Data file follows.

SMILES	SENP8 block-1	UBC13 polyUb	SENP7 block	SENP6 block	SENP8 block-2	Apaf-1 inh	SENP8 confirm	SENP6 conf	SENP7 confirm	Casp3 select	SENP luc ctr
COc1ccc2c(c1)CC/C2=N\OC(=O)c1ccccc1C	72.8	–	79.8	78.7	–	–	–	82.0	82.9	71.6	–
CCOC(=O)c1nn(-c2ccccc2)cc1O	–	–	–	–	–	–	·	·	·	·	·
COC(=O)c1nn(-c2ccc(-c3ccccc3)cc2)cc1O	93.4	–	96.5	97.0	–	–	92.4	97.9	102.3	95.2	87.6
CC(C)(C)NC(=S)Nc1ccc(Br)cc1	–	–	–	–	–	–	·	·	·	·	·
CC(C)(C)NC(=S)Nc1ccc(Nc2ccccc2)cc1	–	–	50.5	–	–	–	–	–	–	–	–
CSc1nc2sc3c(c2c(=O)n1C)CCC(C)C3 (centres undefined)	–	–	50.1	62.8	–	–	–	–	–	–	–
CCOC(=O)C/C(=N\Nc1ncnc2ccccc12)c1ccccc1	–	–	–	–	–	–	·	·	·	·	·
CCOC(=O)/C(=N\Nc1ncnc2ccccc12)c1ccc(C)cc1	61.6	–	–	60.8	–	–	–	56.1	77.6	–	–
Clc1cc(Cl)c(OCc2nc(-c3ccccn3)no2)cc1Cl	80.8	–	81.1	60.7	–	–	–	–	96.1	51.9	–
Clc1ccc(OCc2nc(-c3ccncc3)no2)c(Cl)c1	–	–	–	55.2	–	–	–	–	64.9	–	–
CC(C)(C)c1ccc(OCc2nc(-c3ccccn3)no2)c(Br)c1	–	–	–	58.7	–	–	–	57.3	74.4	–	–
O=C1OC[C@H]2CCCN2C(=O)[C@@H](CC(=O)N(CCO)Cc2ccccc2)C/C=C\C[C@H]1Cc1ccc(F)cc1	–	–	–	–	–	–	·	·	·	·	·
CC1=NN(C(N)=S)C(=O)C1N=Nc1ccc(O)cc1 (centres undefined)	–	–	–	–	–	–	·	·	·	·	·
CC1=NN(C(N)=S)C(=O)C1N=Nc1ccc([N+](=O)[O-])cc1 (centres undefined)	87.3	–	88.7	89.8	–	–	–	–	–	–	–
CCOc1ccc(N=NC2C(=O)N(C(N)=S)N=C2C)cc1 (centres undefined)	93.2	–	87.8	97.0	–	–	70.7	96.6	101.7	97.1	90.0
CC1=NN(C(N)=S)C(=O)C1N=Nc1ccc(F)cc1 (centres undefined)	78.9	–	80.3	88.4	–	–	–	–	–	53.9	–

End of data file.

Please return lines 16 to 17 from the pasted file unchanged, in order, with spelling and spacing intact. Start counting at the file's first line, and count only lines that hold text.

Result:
CCOc1ccc(N=NC2C(=O)N(C(N)=S)N=C2C)cc1 (centres undefined)	93.2	–	87.8	97.0	–	–	70.7	96.6	101.7	97.1	90.0
CC1=NN(C(N)=S)C(=O)C1N=Nc1ccc(F)cc1 (centres undefined)	78.9	–	80.3	88.4	–	–	–	–	–	53.9	–